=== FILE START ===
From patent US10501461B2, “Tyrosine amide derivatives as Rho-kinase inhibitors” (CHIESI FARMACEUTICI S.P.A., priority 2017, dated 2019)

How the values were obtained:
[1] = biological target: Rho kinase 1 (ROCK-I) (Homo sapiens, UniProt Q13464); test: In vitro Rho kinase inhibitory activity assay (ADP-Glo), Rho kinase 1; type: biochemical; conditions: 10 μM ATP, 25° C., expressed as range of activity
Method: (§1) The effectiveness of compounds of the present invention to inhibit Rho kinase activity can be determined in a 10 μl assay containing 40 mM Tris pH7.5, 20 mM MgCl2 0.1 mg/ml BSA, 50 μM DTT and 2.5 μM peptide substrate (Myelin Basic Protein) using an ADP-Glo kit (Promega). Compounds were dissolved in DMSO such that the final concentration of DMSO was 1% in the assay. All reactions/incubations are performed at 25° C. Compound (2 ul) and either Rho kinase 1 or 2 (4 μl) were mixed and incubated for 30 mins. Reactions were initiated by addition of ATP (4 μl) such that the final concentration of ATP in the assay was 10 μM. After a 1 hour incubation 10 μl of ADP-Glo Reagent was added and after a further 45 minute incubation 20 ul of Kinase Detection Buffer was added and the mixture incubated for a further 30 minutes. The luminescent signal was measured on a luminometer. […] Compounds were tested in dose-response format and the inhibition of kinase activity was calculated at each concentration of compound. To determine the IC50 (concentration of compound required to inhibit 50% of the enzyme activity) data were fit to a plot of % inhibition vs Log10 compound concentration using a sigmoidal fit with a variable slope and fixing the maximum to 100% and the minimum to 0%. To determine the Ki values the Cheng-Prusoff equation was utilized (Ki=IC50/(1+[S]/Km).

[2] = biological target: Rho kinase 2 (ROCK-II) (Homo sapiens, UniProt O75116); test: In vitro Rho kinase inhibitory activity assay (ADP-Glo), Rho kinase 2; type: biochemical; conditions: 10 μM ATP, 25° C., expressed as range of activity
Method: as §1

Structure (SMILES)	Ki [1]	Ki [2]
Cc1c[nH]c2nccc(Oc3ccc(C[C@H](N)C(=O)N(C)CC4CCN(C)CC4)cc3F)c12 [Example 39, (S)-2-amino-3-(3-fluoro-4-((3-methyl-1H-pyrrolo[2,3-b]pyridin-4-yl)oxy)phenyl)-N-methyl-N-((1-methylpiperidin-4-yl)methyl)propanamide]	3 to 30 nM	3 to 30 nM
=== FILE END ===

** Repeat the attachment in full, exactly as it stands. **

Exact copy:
From patent US10501461B2, “Tyrosine amide derivatives as Rho-kinase inhibitors” (CHIESI FARMACEUTICI S.P.A., priority 2017, dated 2019)

How the values were obtained:
[1] = biological target: Rho kinase 1 (ROCK-I) (Homo sapiens, UniProt Q13464); test: In vitro Rho kinase inhibitory activity assay (ADP-Glo), Rho kinase 1; type: biochemical; conditions: 10 μM ATP, 25° C., expressed as range of activity
Method: (§1) The effectiveness of compounds of the present invention to inhibit Rho kinase activity can be determined in a 10 μl assay containing 40 mM Tris pH7.5, 20 mM MgCl2 0.1 mg/ml BSA, 50 μM DTT and 2.5 μM peptide substrate (Myelin Basic Protein) using an ADP-Glo kit (Promega). Compounds were dissolved in DMSO such that the final concentration of DMSO was 1% in the assay. All reactions/incubations are performed at 25° C. Compound (2 ul) and either Rho kinase 1 or 2 (4 μl) were mixed and incubated for 30 mins. Reactions were initiated by addition of ATP (4 μl) such that the final concentration of ATP in the assay was 10 μM. After a 1 hour incubation 10 μl of ADP-Glo Reagent was added and after a further 45 minute incubation 20 ul of Kinase Detection Buffer was added and the mixture incubated for a further 30 minutes. The luminescent signal was measured on a luminometer. […] Compounds were tested in dose-response format and the inhibition of kinase activity was calculated at each concentration of compound. To determine the IC50 (concentration of compound required to inhibit 50% of the enzyme activity) data were fit to a plot of % inhibition vs Log10 compound concentration using a sigmoidal fit with a variable slope and fixing the maximum to 100% and the minimum to 0%. To determine the Ki values the Cheng-Prusoff equation was utilized (Ki=IC50/(1+[S]/Km).

[2] = biological target: Rho kinase 2 (ROCK-II) (Homo sapiens, UniProt O75116); test: In vitro Rho kinase inhibitory activity assay (ADP-Glo), Rho kinase 2; type: biochemical; conditions: 10 μM ATP, 25° C., expressed as range of activity
Method: as §1

Structure (SMILES)	Ki [1]	Ki [2]
Cc1c[nH]c2nccc(Oc3ccc(C[C@H](N)C(=O)N(C)CC4CCN(C)CC4)cc3F)c12 [Example 39, (S)-2-amino-3-(3-fluoro-4-((3-methyl-1H-pyrrolo[2,3-b]pyridin-4-yl)oxy)phenyl)-N-methyl-N-((1-methylpiperidin-4-yl)methyl)propanamide]	3 to 30 nM	3 to 30 nM